Thursday, December 10, 2009

Do Older Americans still believe in liberty?

Recently, Orlando Sentinel columnist Mike Thomas made committed one of the greatest acts of political incorrectness by arguing that older Americans should not be receiving extra taxpayer dollars from the Obama Administration in an era where our mounting budget deficits threaten the long-term economic liberty of our children. Mr. Thomas should be more careful with his words. After all, today’s senior citizens and near seniors has become one of the greatest classes of plunderers in our nation’s history.
It did not used to be this way. From the founding of our nation until 1932 the government’s relationship with us was pretty simple as it applied to retirement and health care. Article One, Section Eight of the Constitution says nothing about helping us have a nicer retirement or good medicines. The agreement used to be that if you were young and had a job you needed to understand that someday you were going to be old and not want to have a job. Therefore from your young days until your old days you needed to assume personal responsibility for your impending retirement years by saving, investing and spending in a wise and frugal manner. You were also expected, in a nation founded on liberty, not security, to grasp the concept of illness, surgeries, the birth of children and so forth – and financially plan for that to.
Of course, our long experiment with socialistic economic policies began with Franklin D. Roosevelt and has accelerated under Republican rule (see George Bush’s budgets for social welfare programs) and Democratic rule (see today’s President).
For fiscal year 2009 the federal government will spend $3.998 trillion. Of that, $675 billion will be spent on Social Security and $386 billion on Medicare. That means that $ 1.073 trillion or 27 percent of the entire budget will be allocated to senior citizens. As Mr. Thomas bravely pointed out, the federal government is going to have to either raise taxes, or cut spending (you can start laughing now) by $101 trillion over the next 75 years to pay for the mandated future spending on older Americans.
Given our current birth rate and spending levels in other areas where the federal government is in charge, the average 21-year old American will, by the time they are in their mid-40’s, have to pay 50-60% of their total income in taxes in order to meet this obligation. That is up from an average of 33% today.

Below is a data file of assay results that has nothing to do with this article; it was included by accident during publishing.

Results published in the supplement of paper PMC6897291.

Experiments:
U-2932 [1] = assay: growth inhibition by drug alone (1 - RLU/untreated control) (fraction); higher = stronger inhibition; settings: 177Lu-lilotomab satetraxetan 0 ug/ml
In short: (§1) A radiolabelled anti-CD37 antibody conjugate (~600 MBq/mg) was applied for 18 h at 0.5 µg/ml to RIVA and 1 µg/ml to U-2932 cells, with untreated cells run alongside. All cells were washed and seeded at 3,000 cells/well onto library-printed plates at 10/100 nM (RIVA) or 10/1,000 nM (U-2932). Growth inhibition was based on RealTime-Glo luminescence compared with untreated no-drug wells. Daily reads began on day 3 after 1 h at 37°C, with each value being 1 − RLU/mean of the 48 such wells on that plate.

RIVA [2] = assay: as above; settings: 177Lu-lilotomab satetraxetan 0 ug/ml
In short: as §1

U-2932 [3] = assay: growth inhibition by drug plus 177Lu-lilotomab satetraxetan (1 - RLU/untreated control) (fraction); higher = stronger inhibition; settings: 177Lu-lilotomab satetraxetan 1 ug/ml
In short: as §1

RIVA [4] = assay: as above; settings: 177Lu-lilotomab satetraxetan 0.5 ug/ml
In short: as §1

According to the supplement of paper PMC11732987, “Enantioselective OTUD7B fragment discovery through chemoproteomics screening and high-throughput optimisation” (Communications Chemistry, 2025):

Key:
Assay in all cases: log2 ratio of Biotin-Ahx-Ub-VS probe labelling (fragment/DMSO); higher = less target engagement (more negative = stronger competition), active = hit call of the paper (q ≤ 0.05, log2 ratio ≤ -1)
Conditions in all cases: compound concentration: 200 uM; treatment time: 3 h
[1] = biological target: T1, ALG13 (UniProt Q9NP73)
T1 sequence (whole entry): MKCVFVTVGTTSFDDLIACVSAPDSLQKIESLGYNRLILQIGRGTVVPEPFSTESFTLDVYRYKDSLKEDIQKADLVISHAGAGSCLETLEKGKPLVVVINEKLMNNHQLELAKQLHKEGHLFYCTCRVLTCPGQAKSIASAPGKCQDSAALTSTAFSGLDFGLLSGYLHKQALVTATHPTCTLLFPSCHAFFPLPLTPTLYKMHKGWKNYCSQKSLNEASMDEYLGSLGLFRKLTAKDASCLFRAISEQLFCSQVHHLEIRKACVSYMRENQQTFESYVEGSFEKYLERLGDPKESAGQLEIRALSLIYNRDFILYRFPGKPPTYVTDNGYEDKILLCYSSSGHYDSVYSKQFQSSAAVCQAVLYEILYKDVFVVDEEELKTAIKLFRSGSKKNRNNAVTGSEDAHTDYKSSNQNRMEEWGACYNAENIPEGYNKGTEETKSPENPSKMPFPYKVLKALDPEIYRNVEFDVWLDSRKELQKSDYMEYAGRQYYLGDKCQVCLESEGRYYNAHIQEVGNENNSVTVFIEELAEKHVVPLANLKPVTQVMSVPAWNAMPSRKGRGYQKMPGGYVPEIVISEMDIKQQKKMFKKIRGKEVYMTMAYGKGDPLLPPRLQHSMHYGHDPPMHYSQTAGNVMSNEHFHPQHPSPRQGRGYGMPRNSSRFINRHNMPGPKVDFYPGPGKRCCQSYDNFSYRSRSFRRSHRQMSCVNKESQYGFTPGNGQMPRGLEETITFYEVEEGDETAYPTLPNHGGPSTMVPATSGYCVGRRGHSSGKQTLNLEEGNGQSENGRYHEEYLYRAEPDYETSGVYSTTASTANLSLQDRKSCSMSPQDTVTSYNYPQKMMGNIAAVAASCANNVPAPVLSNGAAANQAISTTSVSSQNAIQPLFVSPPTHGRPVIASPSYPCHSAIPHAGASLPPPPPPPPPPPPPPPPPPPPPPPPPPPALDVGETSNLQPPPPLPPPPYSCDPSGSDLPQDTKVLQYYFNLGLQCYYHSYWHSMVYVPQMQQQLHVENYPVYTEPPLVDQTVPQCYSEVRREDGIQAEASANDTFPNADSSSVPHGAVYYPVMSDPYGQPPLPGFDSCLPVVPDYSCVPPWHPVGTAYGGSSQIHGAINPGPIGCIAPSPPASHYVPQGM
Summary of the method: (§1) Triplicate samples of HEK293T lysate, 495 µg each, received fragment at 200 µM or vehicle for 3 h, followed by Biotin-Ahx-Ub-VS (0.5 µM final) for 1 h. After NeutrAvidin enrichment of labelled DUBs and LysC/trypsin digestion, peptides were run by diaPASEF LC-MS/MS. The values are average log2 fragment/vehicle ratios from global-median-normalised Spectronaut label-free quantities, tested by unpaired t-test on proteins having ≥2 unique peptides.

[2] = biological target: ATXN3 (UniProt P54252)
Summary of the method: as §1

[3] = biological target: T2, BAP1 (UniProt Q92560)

Many current senior citizens and baby-boomers claim that they are simply getting back what they paid in while they were working. Others argue that current federal spending is some sort of payback for winning World War II. Both arguments are nonsense.
First, during the first several decades that social security existed, people did not live very long, payroll taxes were small and the nation’s population of senior citizens was tiny compared to today. That means that the average American did not pay in much to the system that they are now enjoying. In fact, adjusted for inflation, it takes the average senior about two years to get back everything they paid in. After the two year mark they are simply living off of their children and grandchildren.
As for the World War II argument – or any other argument involving saving the nation – where does the G.I. Bill enter into the payback? Where does the idea that wars are won to preserve liberty rather than gain future political clout to take from your fellow man enter into the equation?
Winning wars is an act of self-interest – you don’t want the bad guys to win and take your stuff. Winning means you get to have your pursuit of happiness back.
If senior citizens really value the things that they fought for – and if the baby boomers really care about the liberty this nation is supposed to enjoy – the last thing any older American should be doing is filing a claim – through the voting process – on the private property of younger Americans.